Macon — A Twiggs County woman is still searching for answers as to why she doesn't have her car after her friend was falsely arrested.
Cortnie Brown lent her to Dasha Fincher on New Year's Eve of 2016. She expected to get it back that same day, but she never did because Fincher was arrested by the Monroe County Sheriff's Department for possession of methamphetamine. That "meth" turned out to be cotton candy.
Fincher spent three months in jail and is now suing the Monroe County Sheriff's Department, the officers involved in her arrest and the company that manufactured her roadside drug test. Fincher is free, but Brown's car is not.
"She’s got this big case and I’m just put on the back burner," Brown said.
Brown and her mother, Nancy Gaskins, feel the car should have been released as soon as Fincher was.
"I feel like this, that once they found out that it was cotton candy instead of meth and they released her from jail, they should have released the car," Gaskins said.
The pair said they have tried to get in contact with everyone from then Sheriff John Bittick to the towing company that held her car to the Monroe County District Attorney's Office. Each of them either directed her to someone else or said there was nothing they could do.
Brown said she spoke to Bittick in August of 2017, because she believed the car had formally been seized by the sheriff's office, but he told her that was not the case.
"He told me that it had not been seized and that there was no way it could have been seized because I had never gotten a letter, but my car had been given to the tow truck company in May by the court," Brown said.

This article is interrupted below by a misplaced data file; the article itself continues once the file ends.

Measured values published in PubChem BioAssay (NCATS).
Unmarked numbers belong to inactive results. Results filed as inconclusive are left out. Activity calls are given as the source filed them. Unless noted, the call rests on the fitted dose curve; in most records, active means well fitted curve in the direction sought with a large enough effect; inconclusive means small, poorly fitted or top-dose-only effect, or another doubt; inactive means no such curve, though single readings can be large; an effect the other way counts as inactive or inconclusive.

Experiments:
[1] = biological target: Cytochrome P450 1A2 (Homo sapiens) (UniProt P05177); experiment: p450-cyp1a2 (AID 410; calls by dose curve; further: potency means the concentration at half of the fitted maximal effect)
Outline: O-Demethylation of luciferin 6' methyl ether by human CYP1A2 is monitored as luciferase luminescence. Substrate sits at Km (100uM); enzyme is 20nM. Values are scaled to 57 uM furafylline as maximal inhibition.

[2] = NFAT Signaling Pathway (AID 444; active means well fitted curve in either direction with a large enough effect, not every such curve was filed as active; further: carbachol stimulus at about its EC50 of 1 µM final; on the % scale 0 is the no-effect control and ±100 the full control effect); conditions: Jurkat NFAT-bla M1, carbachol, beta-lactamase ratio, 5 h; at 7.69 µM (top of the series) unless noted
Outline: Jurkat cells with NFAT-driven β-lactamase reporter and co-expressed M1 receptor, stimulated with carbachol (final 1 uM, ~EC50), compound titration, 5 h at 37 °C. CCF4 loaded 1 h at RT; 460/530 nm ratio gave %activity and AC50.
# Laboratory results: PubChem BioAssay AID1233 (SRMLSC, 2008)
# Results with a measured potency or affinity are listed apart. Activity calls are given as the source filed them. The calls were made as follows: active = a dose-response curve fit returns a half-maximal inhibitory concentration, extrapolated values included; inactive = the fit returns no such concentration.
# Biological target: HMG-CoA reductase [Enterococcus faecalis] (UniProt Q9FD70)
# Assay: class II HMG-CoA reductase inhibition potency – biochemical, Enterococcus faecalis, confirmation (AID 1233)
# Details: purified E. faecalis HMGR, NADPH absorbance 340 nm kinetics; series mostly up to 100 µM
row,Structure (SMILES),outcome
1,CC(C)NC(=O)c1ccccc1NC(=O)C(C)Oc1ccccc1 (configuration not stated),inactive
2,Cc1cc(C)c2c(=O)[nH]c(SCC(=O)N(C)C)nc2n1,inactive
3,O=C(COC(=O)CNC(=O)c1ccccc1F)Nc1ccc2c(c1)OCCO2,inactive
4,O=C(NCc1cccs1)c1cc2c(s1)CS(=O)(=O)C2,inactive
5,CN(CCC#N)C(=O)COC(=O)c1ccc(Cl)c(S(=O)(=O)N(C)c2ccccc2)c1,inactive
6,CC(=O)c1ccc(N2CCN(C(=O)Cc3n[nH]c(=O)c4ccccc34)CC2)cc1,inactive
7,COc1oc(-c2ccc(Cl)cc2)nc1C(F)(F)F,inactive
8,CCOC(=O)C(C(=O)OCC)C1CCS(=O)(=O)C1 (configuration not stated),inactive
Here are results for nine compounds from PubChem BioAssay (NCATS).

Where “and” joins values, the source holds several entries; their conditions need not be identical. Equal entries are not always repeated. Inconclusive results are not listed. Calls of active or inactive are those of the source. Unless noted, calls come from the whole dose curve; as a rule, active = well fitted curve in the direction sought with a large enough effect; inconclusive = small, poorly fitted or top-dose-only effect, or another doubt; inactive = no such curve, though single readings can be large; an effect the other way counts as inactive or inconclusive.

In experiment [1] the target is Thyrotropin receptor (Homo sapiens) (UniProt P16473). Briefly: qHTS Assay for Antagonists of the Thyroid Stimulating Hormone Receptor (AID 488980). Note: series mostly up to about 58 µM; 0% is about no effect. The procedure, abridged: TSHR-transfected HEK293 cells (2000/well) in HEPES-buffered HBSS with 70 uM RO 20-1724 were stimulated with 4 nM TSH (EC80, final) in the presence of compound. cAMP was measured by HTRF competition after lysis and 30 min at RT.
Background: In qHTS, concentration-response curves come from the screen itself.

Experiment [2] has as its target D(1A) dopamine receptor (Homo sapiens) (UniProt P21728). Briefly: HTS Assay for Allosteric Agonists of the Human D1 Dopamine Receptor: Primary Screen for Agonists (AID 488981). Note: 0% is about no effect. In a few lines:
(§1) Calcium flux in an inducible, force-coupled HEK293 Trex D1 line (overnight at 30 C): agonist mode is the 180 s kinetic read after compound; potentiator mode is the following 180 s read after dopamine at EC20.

Brown said by the time she had gotten the final notice from the Tracy's Auto Body Repair, they wanted $1,800 and said they had already contacted her twice. She said she had not gotten either of those notices.
13WMAZ reached out to the towing company and were told that they did not remember who Brown was or what car we were referring to.
Macon attorney Lars Anderson said that navigating Georgia's seizure and forfeiture laws can be complicated.
"You don’t have to be shown to be guilty of a crime. That is beyond a reasonable doubt, but since this is a civil procedure, it’s just by a preponderance of the evidence," Anderson said.
In simpler terms, show that it was more likely than not that Brown's car had been used in a crime.
"Once the property is in the shoot or in the process, it doesn't just pop out unless someone agrees to let it go," Anderson said.
And that process can be difficult to navigate seized or not. Anderson said a person would most certainly need a lawyer.
Brown said she wants the car back because it has sentimental value. The car was purchased for her from funds acquired after her brother's death in 2016. Brown said Fincher's lawyer would not add her to Fincher's lawsuit and that other lawyers have been hesitant to take her case because the car is only worth $3,500.
"It would cost me way more money to hire an attorney to get it -- this is exactly what they told me," Brown said. "It would cost way more money than the car is worth."
Brown said she just wants closure and answers from the Monroe County Sheriff's Office and Tracy's Auto Body Repair.